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Long before she married Mitt Romney, Ann Davies had a pretty nice life. Her father, president of a manufacturing company, was the mayor of Bloomfield Hills, one of the five wealthiest cities in America. She went to a private school that had a fat endowment. So from the beginning, there was a certain difference between her life and ours — and she wasn't even married to Mittens yet.
But once they did marry, they had a baby while they were undergraduates. Unlike many of us, though, it's not likely they were living hand-to-mouth while her husband attended grad school. Now, taking care of a baby is no picnic, even with a nanny (or five) — but neither is it the same thing as getting up every morning, dropping your kid off at the babysitter's, and going to your job.
More to the point, I don't believe Ann Davies Romney understands what it's like to worry about keeping a roof over her family's heads. She's had her problems, including breast cancer and multiple sclerosis. But she has plenty of money to cushion that blow, and whether she understands it or not, it makes a huge difference. (I have a friend who's blown through her entire retirement fund and maxed out her credit cards to cover $30,000 a month in chemo for her brain tumor.)
Anyway, there was a big fake blowup yesterday when Hilary Rosen said Ann Romney's "actually never worked a day in her life." Republicans promptly clutched pearls and pulled out their smelling salts. "Why, I never!"
Rosen, from what I hear via a mutual friend, is a truly lovely person. (She certainly comes across that way on tee vee. And she's one of the better Democratic commentators.) But while that may be true, she's also worked for some organizations that just make my skin crawl. (Like the RIAA and BP oil.) She's made herself a nice bundle in the process — more than $1 million a year at RIAA.
So when Rosen is pointing out that Ann Romney's "never worked a day in her life," well, I'd like to point out that no matter what her roots, Hilary Rosen's work life and mothering experience isn't like most of ours, either. Like Ann Romney's, it's now comfortably cushioned by wealth and privilege. While her wealth and privilege was earned through her own hard work, it's still a life that's in an economic bubble.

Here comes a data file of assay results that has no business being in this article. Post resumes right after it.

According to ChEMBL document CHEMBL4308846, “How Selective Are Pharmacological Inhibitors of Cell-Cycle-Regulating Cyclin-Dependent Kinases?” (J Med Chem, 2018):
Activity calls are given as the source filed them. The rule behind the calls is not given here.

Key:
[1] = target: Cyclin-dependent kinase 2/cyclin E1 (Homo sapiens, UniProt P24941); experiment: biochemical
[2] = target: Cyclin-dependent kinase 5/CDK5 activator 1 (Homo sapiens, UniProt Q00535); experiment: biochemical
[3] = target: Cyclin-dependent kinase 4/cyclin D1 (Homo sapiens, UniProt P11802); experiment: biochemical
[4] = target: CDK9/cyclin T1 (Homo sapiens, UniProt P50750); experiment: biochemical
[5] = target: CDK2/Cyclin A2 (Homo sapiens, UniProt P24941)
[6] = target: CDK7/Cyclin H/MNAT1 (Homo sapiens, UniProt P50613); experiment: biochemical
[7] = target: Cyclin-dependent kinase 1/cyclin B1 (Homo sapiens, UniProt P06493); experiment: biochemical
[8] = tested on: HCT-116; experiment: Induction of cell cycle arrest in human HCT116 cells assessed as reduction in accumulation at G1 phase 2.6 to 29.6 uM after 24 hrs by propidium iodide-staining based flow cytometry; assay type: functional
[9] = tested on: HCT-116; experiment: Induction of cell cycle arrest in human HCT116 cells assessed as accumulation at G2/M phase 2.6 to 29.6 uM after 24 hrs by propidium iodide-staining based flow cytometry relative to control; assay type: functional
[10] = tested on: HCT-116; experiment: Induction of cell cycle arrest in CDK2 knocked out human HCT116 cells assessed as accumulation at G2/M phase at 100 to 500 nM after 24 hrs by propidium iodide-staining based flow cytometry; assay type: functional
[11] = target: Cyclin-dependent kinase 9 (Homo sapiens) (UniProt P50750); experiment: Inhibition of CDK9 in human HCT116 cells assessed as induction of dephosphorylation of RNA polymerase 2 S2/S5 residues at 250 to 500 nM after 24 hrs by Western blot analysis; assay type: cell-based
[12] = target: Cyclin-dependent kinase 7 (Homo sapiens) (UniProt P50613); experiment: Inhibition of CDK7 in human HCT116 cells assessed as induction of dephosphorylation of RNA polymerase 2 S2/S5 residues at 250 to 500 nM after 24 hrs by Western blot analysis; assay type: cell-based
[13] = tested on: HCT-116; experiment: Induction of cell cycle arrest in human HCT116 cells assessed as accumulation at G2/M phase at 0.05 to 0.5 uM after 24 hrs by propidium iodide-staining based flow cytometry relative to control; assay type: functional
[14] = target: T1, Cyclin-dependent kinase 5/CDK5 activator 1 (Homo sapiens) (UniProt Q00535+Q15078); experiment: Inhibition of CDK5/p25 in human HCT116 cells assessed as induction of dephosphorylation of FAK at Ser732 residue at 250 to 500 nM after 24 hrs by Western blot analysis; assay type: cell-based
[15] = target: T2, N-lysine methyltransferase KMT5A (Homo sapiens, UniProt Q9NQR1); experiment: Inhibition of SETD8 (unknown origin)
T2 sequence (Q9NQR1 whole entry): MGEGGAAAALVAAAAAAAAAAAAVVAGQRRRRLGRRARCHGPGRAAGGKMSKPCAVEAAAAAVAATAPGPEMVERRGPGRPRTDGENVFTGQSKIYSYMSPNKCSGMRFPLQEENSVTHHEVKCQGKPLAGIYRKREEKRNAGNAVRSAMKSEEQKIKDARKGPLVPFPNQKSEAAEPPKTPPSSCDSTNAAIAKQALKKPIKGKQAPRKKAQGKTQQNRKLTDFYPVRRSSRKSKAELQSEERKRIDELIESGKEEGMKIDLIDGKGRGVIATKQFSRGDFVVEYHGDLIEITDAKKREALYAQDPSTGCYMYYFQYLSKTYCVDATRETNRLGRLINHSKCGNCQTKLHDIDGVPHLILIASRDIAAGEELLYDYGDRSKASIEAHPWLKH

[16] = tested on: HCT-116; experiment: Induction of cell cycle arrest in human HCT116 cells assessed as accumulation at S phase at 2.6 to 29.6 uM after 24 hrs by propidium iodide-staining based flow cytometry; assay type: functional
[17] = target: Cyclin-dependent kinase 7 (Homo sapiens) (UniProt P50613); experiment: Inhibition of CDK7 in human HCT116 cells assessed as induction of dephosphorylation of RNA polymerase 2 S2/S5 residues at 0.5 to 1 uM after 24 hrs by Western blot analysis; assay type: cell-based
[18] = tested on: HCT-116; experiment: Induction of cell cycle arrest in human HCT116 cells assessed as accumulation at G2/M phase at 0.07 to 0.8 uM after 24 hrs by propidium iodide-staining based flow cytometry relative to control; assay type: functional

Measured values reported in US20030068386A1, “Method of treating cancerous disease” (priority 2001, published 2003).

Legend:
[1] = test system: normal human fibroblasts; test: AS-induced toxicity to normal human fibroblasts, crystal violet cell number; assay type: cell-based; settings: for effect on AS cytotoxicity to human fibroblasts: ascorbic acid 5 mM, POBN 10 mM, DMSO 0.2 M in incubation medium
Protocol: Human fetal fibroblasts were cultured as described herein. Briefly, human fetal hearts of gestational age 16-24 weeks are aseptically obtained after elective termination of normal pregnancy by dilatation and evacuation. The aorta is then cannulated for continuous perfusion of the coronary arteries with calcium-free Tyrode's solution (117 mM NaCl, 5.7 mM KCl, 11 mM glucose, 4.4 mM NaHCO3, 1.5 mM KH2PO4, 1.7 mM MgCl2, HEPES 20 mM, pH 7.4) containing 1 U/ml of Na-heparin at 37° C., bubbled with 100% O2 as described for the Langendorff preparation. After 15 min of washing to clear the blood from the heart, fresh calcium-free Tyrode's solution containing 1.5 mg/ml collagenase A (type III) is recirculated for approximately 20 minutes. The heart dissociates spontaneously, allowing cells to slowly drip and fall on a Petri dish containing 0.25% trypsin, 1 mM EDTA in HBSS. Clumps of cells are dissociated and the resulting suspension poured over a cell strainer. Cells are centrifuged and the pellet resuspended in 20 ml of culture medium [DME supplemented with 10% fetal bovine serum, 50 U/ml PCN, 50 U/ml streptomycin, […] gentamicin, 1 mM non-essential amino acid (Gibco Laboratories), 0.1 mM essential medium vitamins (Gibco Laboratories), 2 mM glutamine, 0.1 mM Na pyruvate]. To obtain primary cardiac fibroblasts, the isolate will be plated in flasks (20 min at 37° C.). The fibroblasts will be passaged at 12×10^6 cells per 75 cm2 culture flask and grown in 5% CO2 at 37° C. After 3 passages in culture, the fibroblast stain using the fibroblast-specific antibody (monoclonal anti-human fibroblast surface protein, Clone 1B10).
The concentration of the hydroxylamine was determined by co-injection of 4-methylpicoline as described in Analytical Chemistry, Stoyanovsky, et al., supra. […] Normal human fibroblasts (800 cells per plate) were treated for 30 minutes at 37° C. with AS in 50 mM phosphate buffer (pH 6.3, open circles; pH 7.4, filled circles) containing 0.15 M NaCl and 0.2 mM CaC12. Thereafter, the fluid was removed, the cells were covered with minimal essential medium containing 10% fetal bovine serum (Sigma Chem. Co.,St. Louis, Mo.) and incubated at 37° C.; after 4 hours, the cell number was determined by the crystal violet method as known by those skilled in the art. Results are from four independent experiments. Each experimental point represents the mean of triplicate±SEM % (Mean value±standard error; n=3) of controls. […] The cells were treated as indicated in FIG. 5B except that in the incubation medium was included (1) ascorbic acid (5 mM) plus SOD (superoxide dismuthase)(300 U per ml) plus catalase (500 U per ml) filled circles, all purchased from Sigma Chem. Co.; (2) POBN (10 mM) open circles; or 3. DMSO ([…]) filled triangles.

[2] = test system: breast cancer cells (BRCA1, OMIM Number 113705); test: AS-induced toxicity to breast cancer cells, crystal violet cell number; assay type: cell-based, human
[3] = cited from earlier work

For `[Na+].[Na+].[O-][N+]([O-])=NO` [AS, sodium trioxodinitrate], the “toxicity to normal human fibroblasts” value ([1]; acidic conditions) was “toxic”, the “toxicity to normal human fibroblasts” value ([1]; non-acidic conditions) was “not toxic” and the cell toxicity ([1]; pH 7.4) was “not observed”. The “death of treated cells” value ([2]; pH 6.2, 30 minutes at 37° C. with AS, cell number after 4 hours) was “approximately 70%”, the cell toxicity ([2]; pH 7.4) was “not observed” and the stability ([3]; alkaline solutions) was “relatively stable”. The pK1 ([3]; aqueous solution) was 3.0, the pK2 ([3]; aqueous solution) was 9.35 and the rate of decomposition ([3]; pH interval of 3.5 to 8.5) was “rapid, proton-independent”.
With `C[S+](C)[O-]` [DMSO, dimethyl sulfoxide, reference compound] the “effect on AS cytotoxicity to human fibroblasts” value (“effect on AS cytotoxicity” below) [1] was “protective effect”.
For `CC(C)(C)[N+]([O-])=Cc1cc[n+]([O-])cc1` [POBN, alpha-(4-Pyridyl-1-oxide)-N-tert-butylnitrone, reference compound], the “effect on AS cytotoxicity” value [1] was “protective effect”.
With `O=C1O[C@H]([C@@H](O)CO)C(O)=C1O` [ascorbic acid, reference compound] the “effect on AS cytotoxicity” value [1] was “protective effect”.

There are some things I just wouldn't do. For instance, I wouldn't have single mothers indicted because their kid downloaded songs. And I wouldn't help an oil company cover up their ecological crimes. But whatever. We make the choices we can live with. I just want to point out that Hilary Rosen is hardly representative of economic suffering, either.
Just once, I'd like to see a Democratic spokesperson who is.
This whole fake controversy made me think about my idealistic friend M., who graduates from an Ivy League law school next month. Like Ann Romney, M. also has MS; she has four kids, two of them autistic - one of them, profoundly so. Her husband travels a lot for work and to assist his elderly parent, and as long as I've known them both, their finances are always close to going over the cliff. But somehow, she manages.
In the years before law school, she and her husband sold their house just ahead of foreclosure. With the proceeds, they bought a trailer and traveled around the U.S. (did I mention the part about the FOUR KIDS?) for more than four years, mostly staying in state parks. There were times when I tried to talk her into bagging it and settling down somewhere to get medical treatment. But, as she pointed out, they no longer had health insurance. And she really, really wanted to see the country with her kids "while I can still travel." Because the MS is always hovering.
I remember when she was taking a final exam and had an MS flareup. As a result, she couldn't even see to take the test. (And no, the school made no allowances for her illness.) She's had several flares during the school year, but as she says, "What are you gonna do?" She also had pneumonia and even pericarditis.
I'm proud of my friend and can't wait to see what she does next. But I think about how much easier her life would be if she had the advantages of an Ann Romney, or even a Hilary Rosen. (After all, once she graduates, she's no longer covered by the student health plan.)
My point being that one wealthy person criticizing a much wealthier person sounds a little crazy to the rest of us who are just struggling to stay afloat.